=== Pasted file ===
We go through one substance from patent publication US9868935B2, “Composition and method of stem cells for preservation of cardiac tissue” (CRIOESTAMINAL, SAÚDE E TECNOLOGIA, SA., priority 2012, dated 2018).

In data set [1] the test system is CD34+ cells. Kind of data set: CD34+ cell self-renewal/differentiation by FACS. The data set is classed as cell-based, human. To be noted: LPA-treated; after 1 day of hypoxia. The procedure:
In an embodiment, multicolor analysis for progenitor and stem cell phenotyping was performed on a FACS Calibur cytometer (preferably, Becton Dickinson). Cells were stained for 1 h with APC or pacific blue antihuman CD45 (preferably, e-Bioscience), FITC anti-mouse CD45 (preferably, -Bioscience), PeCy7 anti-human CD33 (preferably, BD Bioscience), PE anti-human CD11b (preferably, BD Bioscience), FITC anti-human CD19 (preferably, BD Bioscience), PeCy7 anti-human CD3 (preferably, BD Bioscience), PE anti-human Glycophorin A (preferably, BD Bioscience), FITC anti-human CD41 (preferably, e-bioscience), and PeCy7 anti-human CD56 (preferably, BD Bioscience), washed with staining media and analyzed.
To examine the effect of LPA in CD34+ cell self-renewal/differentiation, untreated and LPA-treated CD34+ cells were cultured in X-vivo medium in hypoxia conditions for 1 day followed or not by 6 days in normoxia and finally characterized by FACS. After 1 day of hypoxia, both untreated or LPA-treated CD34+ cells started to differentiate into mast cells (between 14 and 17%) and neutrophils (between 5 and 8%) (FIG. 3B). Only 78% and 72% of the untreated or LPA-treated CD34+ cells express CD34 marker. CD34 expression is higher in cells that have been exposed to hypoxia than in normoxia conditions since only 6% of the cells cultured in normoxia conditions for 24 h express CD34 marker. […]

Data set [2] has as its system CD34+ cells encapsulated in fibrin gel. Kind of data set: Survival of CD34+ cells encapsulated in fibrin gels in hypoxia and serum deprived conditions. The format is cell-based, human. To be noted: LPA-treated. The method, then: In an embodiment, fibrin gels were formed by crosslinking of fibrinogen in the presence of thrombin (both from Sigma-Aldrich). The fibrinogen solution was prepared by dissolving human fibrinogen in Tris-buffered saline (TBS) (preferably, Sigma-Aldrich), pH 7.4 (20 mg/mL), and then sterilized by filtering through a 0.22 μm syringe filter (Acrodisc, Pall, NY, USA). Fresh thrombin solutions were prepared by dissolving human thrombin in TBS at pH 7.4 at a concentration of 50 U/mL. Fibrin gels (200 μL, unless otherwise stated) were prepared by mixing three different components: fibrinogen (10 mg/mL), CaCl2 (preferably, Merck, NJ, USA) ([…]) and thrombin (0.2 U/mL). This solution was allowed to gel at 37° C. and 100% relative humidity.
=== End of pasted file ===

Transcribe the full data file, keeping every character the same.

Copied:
We go through one substance from patent publication US9868935B2, “Composition and method of stem cells for preservation of cardiac tissue” (CRIOESTAMINAL, SAÚDE E TECNOLOGIA, SA., priority 2012, dated 2018).

In data set [1] the test system is CD34+ cells. Kind of data set: CD34+ cell self-renewal/differentiation by FACS. The data set is classed as cell-based, human. To be noted: LPA-treated; after 1 day of hypoxia. The procedure:
In an embodiment, multicolor analysis for progenitor and stem cell phenotyping was performed on a FACS Calibur cytometer (preferably, Becton Dickinson). Cells were stained for 1 h with APC or pacific blue antihuman CD45 (preferably, e-Bioscience), FITC anti-mouse CD45 (preferably, -Bioscience), PeCy7 anti-human CD33 (preferably, BD Bioscience), PE anti-human CD11b (preferably, BD Bioscience), FITC anti-human CD19 (preferably, BD Bioscience), PeCy7 anti-human CD3 (preferably, BD Bioscience), PE anti-human Glycophorin A (preferably, BD Bioscience), FITC anti-human CD41 (preferably, e-bioscience), and PeCy7 anti-human CD56 (preferably, BD Bioscience), washed with staining media and analyzed.
To examine the effect of LPA in CD34+ cell self-renewal/differentiation, untreated and LPA-treated CD34+ cells were cultured in X-vivo medium in hypoxia conditions for 1 day followed or not by 6 days in normoxia and finally characterized by FACS. After 1 day of hypoxia, both untreated or LPA-treated CD34+ cells started to differentiate into mast cells (between 14 and 17%) and neutrophils (between 5 and 8%) (FIG. 3B). Only 78% and 72% of the untreated or LPA-treated CD34+ cells express CD34 marker. CD34 expression is higher in cells that have been exposed to hypoxia than in normoxia conditions since only 6% of the cells cultured in normoxia conditions for 24 h express CD34 marker. […]

Data set [2] has as its system CD34+ cells encapsulated in fibrin gel. Kind of data set: Survival of CD34+ cells encapsulated in fibrin gels in hypoxia and serum deprived conditions. The format is cell-based, human. To be noted: LPA-treated. The method, then: In an embodiment, fibrin gels were formed by crosslinking of fibrinogen in the presence of thrombin (both from Sigma-Aldrich). The fibrinogen solution was prepared by dissolving human fibrinogen in Tris-buffered saline (TBS) (preferably, Sigma-Aldrich), pH 7.4 (20 mg/mL), and then sterilized by filtering through a 0.22 μm syringe filter (Acrodisc, Pall, NY, USA). Fresh thrombin solutions were prepared by dissolving human thrombin in TBS at pH 7.4 at a concentration of 50 U/mL. Fibrin gels (200 μL, unless otherwise stated) were prepared by mixing three different components: fibrinogen (10 mg/mL), CaCl2 (preferably, Merck, NJ, USA) ([…]) and thrombin (0.2 U/mL). This solution was allowed to gel at 37° C. and 100% relative humidity.